Mobile markerless augmented reality and its application in forensic medicine

  • Thomas Kilgus
  • Eric Heim
  • Sven Haase
  • Sabine Prüfer
  • Michael Müller
  • Alexander Seitel
  • Markus Fangerau
  • Tamara Wiebe
  • Justin Iszatt
  • Heinz-Peter Schlemmer
  • Joachim Hornegger
  • Kathrin Yen
  • Lena Maier-Hein
Original Article



During autopsy, forensic pathologists today mostly rely on visible indication, tactile perception and experience to determine the cause of death. Although computed tomography (CT) data is often available for the bodies under examination, these data are rarely used due to the lack of radiological workstations in the pathological suite. The data may prevent the forensic pathologist from damaging evidence by allowing him to associate, for example, external wounds to internal injuries. To facilitate this, we propose a new multimodal approach for intuitive visualization of forensic data and evaluate its feasibility.


   A range camera is mounted on a tablet computer and positioned in a way such that the camera simultaneously captures depth and color information of the body. A server estimates the camera pose based on surface registration of CT and depth data to allow for augmented reality visualization of the internal anatomy directly on the tablet. Additionally, projection of color information onto the CT surface is implemented.


   We validated the system in a postmortem pilot study using fiducials attached to the skin for quantification of a mean target registration error of \(4.4 \pm 1.3\) mm.


   The system is mobile, markerless, intuitive and real-time capable with sufficient accuracy. It can support the forensic pathologist during autopsy with augmented reality and textured surfaces. Furthermore, the system enables multimodal documentation for presentation in court. Despite its preliminary prototype status, it has high potential due to its low price and simplicity.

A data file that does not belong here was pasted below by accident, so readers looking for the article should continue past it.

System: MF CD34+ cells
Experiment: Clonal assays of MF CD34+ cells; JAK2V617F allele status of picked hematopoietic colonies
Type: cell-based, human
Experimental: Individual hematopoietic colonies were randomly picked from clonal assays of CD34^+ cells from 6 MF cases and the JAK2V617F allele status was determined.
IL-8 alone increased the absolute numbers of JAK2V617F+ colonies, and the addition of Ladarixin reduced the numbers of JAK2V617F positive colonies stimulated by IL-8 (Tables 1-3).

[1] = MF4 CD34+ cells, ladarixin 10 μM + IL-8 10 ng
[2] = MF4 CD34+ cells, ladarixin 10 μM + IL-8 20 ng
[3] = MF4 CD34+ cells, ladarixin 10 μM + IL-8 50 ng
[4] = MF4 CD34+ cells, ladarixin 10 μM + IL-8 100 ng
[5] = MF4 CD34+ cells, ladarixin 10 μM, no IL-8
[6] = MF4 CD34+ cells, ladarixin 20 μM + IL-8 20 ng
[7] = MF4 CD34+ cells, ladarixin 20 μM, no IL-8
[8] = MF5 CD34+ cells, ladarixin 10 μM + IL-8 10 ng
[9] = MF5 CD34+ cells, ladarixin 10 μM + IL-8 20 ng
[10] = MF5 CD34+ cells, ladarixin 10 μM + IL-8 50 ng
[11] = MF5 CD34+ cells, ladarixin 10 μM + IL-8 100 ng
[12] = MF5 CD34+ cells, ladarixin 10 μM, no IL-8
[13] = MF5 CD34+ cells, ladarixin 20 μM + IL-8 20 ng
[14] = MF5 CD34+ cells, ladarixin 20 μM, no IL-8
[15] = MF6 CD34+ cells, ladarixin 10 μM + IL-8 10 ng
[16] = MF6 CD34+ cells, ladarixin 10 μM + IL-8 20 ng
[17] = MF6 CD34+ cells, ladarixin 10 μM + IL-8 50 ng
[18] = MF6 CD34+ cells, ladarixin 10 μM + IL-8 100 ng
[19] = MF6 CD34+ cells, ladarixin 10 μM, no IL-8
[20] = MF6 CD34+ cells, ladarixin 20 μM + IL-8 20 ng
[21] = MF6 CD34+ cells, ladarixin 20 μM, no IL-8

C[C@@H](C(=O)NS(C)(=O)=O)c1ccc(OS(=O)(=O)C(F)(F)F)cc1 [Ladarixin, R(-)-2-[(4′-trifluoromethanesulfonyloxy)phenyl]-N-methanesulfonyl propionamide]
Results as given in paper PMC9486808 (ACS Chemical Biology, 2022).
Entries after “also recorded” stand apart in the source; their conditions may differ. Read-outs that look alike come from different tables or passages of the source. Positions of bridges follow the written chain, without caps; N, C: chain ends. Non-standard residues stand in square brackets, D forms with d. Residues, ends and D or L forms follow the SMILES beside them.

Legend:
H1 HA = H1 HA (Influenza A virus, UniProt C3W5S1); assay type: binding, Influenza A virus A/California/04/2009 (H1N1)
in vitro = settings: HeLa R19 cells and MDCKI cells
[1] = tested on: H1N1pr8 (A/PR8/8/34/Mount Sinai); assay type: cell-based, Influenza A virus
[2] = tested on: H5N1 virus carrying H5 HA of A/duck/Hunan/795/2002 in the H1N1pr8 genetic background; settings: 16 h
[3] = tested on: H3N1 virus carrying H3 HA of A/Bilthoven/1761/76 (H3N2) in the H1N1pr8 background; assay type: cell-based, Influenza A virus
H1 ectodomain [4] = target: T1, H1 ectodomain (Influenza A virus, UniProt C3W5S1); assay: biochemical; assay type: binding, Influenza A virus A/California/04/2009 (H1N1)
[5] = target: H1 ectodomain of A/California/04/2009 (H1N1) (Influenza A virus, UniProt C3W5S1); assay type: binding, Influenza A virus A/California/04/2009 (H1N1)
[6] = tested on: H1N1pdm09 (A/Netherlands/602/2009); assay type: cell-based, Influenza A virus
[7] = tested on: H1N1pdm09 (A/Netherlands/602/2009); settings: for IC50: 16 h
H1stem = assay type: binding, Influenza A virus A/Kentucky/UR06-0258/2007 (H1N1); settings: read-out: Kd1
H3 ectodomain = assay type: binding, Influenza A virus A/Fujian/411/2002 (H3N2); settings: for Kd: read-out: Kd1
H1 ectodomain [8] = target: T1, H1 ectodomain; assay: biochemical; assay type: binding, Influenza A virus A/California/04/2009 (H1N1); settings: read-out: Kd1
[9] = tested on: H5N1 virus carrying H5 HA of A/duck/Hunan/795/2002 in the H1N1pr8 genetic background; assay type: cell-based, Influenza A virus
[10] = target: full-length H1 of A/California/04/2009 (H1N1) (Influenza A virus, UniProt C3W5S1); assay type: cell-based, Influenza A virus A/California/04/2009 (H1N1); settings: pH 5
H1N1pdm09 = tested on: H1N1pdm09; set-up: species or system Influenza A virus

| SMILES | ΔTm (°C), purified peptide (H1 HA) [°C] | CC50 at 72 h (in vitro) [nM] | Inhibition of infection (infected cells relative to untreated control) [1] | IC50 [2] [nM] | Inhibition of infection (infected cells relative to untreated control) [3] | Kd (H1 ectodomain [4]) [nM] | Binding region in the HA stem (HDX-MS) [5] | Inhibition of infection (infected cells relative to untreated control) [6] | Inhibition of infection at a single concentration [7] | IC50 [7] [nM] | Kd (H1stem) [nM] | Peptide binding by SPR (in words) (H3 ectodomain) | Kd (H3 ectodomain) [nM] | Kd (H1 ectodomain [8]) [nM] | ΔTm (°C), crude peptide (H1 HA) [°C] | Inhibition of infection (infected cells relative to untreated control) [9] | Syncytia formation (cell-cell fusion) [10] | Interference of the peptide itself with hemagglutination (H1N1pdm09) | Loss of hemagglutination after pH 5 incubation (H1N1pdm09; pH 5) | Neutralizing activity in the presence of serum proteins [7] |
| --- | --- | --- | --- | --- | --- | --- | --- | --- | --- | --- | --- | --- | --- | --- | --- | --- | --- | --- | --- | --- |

Mobile augmented reality Forensic medicine Range imaging Kinect Iterative closest-point algorithm Mobile application Surface documentation 



This study was performed as part of the Research Training Group 1126 Intelligente Chirurgie and project PD 15577, both funded by the German Research Foundation (DFG). We further thank all staff—the Division of Radiology of the German Cancer Research Center and the Institute for Anatomy and Cell Biology in Heidelberg—who supported the phantom and postmortem experiments. Thanks go to our intern, Simon Weiser, for assisting in postmortem experiments.

Supplementary material

Supplementary material 1 (mp4 26146 KB)

Supplementary material 2 (mp4 14791 KB)

Supplementary material 3 (mp4 66602 KB)


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Copyright information

© CARS 2014

Authors and Affiliations

  • Thomas Kilgus
    • 1
  • Eric Heim
    • 1
  • Sven Haase
    • 5
  • Sabine Prüfer
    • 6
  • Michael Müller
    • 1
  • Alexander Seitel
    • 1
    • 2
  • Markus Fangerau
    • 3
  • Tamara Wiebe
    • 1
  • Justin Iszatt
    • 1
  • Heinz-Peter Schlemmer
    • 4
  • Joachim Hornegger
    • 5
  • Kathrin Yen
    • 6
  • Lena Maier-Hein
    • 1
  1. 1.Computer-Assisted InterventionsGerman Cancer Research Center (DKFZ)HeidelbergGermany
  2. 2.Robotics and Control LaboratoryUniversity of British ColumbiaVancouverCanada
  3. 3.Division of Medical and Biological InformaticDKFZHeidelbergGermany
  4. 4.Division of RadiologyDKFZHeidelbergGermany
  5. 5.Department of Computer Science, Pattern Recognition LabFriedrich-Alexander University Erlangen-NurembergErlangenGermany
  6. 6.Institute for Forensic Medicine and Traffic MedicineHeidelberg University HospitalHeidelbergGermany

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